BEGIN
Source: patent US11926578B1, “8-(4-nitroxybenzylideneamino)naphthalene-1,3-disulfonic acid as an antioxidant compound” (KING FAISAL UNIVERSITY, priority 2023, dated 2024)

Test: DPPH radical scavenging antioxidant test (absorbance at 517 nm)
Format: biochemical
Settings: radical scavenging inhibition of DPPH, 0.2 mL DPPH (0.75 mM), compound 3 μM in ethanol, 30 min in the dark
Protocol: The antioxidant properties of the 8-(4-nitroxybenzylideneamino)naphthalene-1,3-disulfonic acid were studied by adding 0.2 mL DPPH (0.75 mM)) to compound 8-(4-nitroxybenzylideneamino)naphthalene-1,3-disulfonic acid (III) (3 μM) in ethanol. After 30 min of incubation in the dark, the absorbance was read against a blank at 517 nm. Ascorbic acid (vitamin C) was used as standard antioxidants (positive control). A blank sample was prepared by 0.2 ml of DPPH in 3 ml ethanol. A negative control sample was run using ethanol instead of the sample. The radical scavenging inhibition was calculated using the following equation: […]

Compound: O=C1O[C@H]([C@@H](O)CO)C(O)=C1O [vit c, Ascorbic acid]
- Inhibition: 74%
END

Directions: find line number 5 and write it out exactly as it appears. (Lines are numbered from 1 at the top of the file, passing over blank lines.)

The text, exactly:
Protocol: The antioxidant properties of the 8-(4-nitroxybenzylideneamino)naphthalene-1,3-disulfonic acid were studied by adding 0.2 mL DPPH (0.75 mM)) to compound 8-(4-nitroxybenzylideneamino)naphthalene-1,3-disulfonic acid (III) (3 μM) in ethanol. After 30 min of incubation in the dark, the absorbance was read against a blank at 517 nm. Ascorbic acid (vitamin C) was used as standard antioxidants (positive control). A blank sample was prepared by 0.2 ml of DPPH in 3 ml ethanol. A negative control sample was run using ethanol instead of the sample. The radical scavenging inhibition was calculated using the following equation: […]